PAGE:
Pocket.  Pocket allows you to save interesting articles, videos and more from the web for later enjoyment. Once saved to Pocket, the list of content is visible on any device—phone, tablet or computer and can even be viewed offline. Pocket is integrated into more than 400 apps and is available for all major devices and platforms.


World Time Buddy. This app allows you to quickly figure out what time it is anywhere in the world and makes necessary adjustments for Daylight Savings Times. It also allows you to determine best time to schedule a meeting in multiple time zones. I find this one indispensable at work as otherwise I would be guessing when I should try to schedule a meeting with my colleagues in other countries, especially if I am setting up a meeting with more than two locations involved.


Feedly. With the demise of Google Reader I discovered Feedly which allows you to organize your favorite blogs, news sites, podcasts, and YouTube channels and access them all in one place. Adding something to Feedly is supported in a number of other apps and Feedly is available across platforms and is always in sync.  The free version supports multiple layout options, auto-mark as read, tagging, and advanced sharing options.. They offer a paid “pro” version but I haven’t used it so I don’t know what else it may offer since the free version meets my needs very well.


One Note. My experience with One Note is not the app version but what comes with Office 2010. I use OneNote as a digital “Trapper Keeper” and it provides me a single place where I can gather all sorts of bits into one place – from my own notes, to clips from web sites, audio files and more. My main use of OneNote is the dumping place for all of those ideas and random things that I may want to refer to later.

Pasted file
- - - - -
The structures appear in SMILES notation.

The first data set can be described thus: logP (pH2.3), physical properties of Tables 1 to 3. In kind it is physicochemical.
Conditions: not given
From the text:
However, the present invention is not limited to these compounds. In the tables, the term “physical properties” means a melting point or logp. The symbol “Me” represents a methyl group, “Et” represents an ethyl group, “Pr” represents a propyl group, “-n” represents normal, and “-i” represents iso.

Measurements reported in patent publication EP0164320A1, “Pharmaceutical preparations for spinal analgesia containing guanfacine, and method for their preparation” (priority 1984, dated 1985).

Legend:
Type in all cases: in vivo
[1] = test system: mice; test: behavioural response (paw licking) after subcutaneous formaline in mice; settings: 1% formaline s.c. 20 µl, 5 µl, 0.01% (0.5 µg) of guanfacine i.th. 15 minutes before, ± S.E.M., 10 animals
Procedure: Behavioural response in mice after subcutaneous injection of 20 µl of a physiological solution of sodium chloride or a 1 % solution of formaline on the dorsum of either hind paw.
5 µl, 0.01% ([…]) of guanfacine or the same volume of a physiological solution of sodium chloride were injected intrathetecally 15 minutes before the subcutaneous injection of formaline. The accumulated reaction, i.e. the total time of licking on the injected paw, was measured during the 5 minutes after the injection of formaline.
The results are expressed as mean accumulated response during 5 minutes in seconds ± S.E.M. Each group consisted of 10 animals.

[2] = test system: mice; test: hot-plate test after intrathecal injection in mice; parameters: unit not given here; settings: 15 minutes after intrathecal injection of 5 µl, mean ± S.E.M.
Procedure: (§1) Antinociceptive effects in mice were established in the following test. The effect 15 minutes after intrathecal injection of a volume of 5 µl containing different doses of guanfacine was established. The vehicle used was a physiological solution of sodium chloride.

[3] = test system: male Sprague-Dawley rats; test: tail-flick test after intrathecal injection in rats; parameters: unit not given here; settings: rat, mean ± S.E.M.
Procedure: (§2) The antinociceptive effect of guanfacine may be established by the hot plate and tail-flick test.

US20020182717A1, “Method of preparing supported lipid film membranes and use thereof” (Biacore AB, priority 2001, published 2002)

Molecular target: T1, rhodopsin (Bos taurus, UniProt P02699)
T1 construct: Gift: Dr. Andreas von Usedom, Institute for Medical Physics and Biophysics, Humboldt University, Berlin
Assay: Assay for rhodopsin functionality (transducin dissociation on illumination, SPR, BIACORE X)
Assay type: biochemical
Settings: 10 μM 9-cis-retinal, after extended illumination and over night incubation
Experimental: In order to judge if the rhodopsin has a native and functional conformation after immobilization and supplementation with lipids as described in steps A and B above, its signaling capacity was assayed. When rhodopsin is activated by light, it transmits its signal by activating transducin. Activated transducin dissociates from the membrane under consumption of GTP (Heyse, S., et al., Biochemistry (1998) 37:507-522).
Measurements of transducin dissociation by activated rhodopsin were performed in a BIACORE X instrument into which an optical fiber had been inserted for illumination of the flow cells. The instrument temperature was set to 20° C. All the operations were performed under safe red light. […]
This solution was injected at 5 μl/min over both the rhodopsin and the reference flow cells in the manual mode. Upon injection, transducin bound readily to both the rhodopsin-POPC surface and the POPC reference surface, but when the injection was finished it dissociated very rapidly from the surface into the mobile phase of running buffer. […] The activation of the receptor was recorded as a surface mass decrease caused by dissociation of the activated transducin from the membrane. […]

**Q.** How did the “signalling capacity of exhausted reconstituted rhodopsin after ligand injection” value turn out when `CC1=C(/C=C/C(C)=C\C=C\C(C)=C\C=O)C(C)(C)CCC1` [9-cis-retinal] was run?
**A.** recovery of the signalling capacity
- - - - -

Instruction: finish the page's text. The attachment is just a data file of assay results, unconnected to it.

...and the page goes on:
What apps do you use to be productive while chasing your dreams? How do you use technology to be more efficient?

Be Audacious. Be Bold. Be Loud.

You want to be audacious.

You want to be bold.

You want to live a life of intention.

I’ve studied courageous leaders both young and old. The dreamers of dreams, the music makers. They all have one thing in common.

They speak confidently about their future. They steer their life in the direction they want to go. They don’t ask for your permission. They don’t stop to ask you for directions. They tell you where they are headed and then make it happen.

So, I have advice for you.

Tell everyone you know.

Shout it from the mountaintops.

Be bold. Be audacious. Chase your dreams and live the life you have always imagined.

Guest Post Friday – Just Be Kind

It is guest post Friday! Each Friday we encourage you to submit a post for the blog. This week’s post comes from Anna Floit, story liver and a story teller from the rolling hills of the Southeast. She can usually be found at Jazzercise or Whole Foods.  Or both. You can follow her blog here and on Twitter @thepeacockquillIf you would like to submit a guest post, click here